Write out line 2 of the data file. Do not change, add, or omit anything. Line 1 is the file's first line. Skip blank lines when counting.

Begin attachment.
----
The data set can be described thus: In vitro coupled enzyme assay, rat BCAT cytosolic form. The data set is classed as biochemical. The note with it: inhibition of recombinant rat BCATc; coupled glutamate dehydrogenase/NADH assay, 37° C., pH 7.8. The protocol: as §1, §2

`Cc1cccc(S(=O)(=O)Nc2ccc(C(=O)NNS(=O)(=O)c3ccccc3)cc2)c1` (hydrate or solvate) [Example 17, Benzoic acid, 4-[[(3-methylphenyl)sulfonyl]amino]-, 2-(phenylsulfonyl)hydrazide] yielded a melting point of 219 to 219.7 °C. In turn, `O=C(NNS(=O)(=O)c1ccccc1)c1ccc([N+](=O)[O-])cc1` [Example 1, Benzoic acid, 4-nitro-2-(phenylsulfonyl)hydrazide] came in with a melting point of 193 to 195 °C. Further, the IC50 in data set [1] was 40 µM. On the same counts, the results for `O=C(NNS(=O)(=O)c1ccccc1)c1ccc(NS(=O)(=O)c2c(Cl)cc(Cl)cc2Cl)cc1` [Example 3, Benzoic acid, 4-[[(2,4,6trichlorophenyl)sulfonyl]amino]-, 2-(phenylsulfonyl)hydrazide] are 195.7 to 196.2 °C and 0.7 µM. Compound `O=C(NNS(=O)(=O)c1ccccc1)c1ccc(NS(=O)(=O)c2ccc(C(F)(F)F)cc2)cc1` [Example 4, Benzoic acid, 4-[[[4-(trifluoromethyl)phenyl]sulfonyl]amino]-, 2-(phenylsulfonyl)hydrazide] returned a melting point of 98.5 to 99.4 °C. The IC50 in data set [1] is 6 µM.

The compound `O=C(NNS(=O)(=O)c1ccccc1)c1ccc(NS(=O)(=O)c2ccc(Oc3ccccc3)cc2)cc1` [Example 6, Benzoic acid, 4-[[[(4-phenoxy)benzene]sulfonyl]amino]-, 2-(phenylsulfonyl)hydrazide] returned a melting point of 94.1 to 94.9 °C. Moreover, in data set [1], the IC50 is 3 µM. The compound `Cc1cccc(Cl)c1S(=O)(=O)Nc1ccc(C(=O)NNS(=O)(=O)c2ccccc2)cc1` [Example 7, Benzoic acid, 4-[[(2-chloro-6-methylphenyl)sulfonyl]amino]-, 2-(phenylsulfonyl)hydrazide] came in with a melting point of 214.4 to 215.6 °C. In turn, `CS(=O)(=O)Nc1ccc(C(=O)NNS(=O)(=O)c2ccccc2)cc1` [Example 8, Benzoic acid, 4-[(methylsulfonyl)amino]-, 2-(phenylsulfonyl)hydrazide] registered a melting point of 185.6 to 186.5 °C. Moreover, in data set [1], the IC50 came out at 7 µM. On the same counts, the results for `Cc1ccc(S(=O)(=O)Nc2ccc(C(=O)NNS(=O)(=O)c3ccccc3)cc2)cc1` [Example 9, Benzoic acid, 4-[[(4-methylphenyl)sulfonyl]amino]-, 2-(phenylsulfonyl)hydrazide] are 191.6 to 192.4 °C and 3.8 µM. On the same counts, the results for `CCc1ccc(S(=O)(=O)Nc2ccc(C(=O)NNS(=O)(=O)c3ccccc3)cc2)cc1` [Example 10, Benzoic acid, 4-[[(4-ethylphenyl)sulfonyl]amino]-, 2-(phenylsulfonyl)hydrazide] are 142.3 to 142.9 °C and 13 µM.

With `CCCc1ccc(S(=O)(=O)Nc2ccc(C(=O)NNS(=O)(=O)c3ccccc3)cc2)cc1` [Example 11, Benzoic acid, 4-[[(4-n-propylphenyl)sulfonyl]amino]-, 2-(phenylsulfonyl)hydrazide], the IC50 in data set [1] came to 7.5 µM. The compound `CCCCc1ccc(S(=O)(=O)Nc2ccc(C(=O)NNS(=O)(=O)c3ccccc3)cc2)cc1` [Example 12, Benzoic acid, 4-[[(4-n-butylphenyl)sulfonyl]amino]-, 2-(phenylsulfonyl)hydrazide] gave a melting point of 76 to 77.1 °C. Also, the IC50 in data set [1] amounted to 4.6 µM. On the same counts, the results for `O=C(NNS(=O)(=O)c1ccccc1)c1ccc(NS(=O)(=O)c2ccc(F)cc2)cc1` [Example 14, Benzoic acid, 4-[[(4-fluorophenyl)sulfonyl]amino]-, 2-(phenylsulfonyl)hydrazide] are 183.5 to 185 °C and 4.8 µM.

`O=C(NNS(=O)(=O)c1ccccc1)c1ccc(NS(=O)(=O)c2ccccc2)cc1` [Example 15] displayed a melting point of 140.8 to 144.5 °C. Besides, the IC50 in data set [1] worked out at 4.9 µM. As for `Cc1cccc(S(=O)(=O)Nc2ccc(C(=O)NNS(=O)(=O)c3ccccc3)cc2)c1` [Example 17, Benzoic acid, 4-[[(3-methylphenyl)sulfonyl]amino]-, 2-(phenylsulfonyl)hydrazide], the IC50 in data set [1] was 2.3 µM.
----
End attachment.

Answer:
`Cc1cccc(S(=O)(=O)Nc2ccc(C(=O)NNS(=O)(=O)c3ccccc3)cc2)c1` (hydrate or solvate) [Example 17, Benzoic acid, 4-[[(3-methylphenyl)sulfonyl]amino]-, 2-(phenylsulfonyl)hydrazide] yielded a melting point of 219 to 219.7 °C. In turn, `O=C(NNS(=O)(=O)c1ccccc1)c1ccc([N+](=O)[O-])cc1` [Example 1, Benzoic acid, 4-nitro-2-(phenylsulfonyl)hydrazide] came in with a melting point of 193 to 195 °C. Further, the IC50 in data set [1] was 40 µM. On the same counts, the results for `O=C(NNS(=O)(=O)c1ccccc1)c1ccc(NS(=O)(=O)c2c(Cl)cc(Cl)cc2Cl)cc1` [Example 3, Benzoic acid, 4-[[(2,4,6trichlorophenyl)sulfonyl]amino]-, 2-(phenylsulfonyl)hydrazide] are 195.7 to 196.2 °C and 0.7 µM. Compound `O=C(NNS(=O)(=O)c1ccccc1)c1ccc(NS(=O)(=O)c2ccc(C(F)(F)F)cc2)cc1` [Example 4, Benzoic acid, 4-[[[4-(trifluoromethyl)phenyl]sulfonyl]amino]-, 2-(phenylsulfonyl)hydrazide] returned a melting point of 98.5 to 99.4 °C. The IC50 in data set [1] is 6 µM.